The combat pilots joined a growing protest movement against legislation that would allow a simple majority of 61 Knesset members to overrule the Supreme Court and constrain the court in other ways. The Knesset’s Constitution, Law and Justice Committee on Sunday advanced the legislation, which has already passed the full Knesset on a first of the three required votes to become law, making only limited changes.
The opposition sees the reforms as gutting the independence of the judiciary, which has been a bulwark against the erosion of the rights of women, non-Orthodox Jews, and minorities including Arab and LGBTQ Israelis.
Netanyahu has said he is ready to negotiate on the judicial reforms, but the opposition wants him to first stop the legislative process; coalition lawmakers have said they want to pass the laws by Passover, at the beginning of April.
Organizers said 400,000 people turned out for the ninth weekly Saturday night protest, over 150,000 in Tel Aviv alone.
In his remarks opening his weekly Cabinet meeting on Sunday, Netanyahu said he understood “that many of the protesters are loyal citizens most of whom don’t understand the details of the reform at all.”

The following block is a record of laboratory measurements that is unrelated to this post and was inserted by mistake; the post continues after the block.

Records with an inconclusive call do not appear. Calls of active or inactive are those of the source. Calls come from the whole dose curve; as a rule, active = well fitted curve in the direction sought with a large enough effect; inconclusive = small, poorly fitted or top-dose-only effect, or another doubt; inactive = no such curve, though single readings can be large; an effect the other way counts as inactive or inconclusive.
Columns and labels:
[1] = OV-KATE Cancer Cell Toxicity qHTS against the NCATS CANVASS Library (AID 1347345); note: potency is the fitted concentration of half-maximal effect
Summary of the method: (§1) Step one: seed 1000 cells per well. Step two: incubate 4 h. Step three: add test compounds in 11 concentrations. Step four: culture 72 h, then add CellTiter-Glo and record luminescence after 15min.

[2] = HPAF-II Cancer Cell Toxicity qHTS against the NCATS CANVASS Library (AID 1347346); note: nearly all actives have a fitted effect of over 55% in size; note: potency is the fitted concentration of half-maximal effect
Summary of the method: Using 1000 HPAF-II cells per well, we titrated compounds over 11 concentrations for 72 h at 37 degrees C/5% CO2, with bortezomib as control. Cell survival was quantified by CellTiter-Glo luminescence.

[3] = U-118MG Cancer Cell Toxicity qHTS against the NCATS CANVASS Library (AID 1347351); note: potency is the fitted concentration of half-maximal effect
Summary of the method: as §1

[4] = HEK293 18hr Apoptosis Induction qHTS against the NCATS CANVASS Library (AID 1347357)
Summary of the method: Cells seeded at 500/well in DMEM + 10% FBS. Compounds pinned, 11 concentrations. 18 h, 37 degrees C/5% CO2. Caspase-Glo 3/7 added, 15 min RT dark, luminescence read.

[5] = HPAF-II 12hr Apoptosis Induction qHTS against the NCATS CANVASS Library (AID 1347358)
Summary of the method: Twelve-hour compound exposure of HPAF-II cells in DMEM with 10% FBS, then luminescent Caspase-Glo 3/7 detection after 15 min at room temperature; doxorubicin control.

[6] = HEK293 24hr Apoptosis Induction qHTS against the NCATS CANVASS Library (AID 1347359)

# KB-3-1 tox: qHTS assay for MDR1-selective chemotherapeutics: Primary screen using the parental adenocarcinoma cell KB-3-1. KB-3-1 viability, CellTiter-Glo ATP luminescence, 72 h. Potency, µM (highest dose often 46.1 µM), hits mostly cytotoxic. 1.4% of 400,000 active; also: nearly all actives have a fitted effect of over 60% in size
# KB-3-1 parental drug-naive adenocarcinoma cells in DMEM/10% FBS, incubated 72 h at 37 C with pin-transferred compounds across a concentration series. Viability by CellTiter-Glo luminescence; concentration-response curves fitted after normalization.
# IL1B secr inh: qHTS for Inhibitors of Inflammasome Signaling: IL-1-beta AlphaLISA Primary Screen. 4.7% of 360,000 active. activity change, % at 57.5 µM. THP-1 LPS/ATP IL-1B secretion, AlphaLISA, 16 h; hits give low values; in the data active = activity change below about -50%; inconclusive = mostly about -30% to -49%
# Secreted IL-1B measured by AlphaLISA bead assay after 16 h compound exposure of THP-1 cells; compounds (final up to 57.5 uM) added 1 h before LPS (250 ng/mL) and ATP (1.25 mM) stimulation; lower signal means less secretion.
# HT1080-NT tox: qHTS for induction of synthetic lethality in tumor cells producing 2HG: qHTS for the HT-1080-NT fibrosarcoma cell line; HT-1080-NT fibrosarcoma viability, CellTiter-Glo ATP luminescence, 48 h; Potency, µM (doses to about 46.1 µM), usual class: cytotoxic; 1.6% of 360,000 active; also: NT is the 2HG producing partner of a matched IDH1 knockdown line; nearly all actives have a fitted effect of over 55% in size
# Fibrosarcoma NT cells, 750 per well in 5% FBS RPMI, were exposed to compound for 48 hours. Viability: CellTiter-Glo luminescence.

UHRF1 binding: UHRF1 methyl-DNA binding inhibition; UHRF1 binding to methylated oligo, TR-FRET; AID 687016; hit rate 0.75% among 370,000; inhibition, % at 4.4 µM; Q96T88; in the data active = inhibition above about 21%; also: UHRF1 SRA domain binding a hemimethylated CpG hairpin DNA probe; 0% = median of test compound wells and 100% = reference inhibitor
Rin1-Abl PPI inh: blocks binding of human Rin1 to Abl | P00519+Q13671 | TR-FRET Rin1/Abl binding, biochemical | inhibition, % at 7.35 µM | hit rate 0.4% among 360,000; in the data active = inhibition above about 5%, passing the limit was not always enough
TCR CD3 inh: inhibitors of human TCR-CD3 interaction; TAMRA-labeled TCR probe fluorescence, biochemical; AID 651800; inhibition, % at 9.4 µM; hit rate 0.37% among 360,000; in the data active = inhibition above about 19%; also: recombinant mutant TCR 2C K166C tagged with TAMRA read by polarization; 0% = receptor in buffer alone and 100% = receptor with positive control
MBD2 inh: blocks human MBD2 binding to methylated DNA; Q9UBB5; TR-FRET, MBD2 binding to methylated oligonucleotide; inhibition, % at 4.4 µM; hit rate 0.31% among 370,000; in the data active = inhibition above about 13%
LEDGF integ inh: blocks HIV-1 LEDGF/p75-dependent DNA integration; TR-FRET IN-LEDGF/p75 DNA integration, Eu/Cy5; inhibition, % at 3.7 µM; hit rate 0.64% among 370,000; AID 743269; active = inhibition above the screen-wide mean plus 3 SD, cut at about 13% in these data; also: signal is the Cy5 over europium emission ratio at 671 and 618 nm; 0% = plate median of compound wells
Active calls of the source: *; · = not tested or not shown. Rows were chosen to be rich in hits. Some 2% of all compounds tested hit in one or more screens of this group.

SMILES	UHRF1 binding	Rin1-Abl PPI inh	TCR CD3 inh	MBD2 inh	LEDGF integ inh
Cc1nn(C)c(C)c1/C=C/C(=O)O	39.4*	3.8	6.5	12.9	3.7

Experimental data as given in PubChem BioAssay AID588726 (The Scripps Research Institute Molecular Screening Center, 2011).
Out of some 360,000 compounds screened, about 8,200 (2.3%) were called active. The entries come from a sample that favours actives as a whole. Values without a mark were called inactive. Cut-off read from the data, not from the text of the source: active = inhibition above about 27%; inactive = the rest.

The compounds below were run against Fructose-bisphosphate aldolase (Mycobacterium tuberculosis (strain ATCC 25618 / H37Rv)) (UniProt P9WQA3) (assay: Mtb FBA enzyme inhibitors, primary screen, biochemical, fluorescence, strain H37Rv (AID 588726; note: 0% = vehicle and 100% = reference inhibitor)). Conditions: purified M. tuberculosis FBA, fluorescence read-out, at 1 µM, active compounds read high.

The protests had been peaceful until Thursday, when mounted police used water cannons against crowds in Tel Aviv gathered for a “Day of Disruption.” Another “Day of Disruption” is planned for this week.
How far that disruption extends within the armed forces remains to be seen. Opposition leaders urged reservists to show up as required. Benny Gantz, who leads the Blue and White party and who was the defense minister until December, called on reservists and regular troops “not to give in to refusal to serve, although you are in pain.”
In a letter leaked Friday, Tomer Bar, the general who commands the Air Force, appeals to reservists not to miss call-ups, while saying, “I am aware of and sensitive to the difficulties and challenges we are all facing these days.”